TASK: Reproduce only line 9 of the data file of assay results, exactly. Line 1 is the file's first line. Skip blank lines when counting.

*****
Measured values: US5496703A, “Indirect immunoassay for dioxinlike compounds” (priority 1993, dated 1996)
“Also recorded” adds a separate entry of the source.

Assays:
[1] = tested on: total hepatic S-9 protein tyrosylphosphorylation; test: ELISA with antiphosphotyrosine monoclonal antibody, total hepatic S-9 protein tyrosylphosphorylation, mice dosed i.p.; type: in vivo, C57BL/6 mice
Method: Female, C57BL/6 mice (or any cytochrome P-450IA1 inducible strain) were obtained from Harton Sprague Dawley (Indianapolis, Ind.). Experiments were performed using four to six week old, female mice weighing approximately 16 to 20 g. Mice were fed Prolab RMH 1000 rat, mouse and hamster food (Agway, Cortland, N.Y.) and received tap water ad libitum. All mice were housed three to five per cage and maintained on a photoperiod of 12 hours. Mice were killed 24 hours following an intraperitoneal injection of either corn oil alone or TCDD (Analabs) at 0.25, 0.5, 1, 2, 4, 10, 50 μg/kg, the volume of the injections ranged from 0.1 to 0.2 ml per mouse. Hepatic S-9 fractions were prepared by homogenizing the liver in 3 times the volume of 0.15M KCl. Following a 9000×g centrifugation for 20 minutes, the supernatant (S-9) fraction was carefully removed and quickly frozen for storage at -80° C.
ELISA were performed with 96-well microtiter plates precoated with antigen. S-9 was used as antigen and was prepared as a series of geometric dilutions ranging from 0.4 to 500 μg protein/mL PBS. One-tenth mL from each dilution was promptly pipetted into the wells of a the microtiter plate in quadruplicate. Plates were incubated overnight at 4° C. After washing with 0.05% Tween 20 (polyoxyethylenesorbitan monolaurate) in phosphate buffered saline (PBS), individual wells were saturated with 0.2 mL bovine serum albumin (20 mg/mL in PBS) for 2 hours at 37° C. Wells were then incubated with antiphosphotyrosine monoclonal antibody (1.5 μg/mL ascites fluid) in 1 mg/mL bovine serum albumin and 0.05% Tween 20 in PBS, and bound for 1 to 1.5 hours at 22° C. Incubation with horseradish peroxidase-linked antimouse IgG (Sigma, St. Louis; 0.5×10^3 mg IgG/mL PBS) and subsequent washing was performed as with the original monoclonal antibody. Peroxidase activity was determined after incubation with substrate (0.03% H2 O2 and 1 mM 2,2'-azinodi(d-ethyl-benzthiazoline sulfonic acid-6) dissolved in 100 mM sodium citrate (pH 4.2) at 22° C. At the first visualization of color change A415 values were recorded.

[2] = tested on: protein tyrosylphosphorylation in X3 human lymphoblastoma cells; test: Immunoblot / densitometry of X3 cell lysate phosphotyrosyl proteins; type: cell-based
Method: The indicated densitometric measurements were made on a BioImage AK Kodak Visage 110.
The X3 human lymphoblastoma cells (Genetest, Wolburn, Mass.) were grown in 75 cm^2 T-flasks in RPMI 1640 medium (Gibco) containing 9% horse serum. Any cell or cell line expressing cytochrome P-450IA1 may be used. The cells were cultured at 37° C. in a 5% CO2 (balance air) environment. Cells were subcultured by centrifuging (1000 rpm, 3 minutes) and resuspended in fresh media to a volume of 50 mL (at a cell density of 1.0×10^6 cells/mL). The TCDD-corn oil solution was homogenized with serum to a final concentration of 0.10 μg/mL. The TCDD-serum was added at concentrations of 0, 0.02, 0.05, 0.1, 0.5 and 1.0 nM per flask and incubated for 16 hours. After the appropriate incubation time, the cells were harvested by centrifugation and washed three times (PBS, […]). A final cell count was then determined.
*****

The X3 human lymphoblastoma cells (Genetest, Wolburn, Mass.) were grown in 75 cm^2 T-flasks in RPMI 1640 medium (Gibco) containing 9% horse serum. Any cell or cell line expressing cytochrome P-450IA1 may be used. The cells were cultured at 37° C. in a 5% CO2 (balance air) environment. Cells were subcultured by centrifuging (1000 rpm, 3 minutes) and resuspended in fresh media to a volume of 50 mL (at a cell density of 1.0×10^6 cells/mL). The TCDD-corn oil solution was homogenized with serum to a final concentration of 0.10 μg/mL. The TCDD-serum was added at concentrations of 0, 0.02, 0.05, 0.1, 0.5 and 1.0 nM per flask and incubated for 16 hours. After the appropriate incubation time, the cells were harvested by centrifugation and washed three times (PBS, […]). A final cell count was then determined.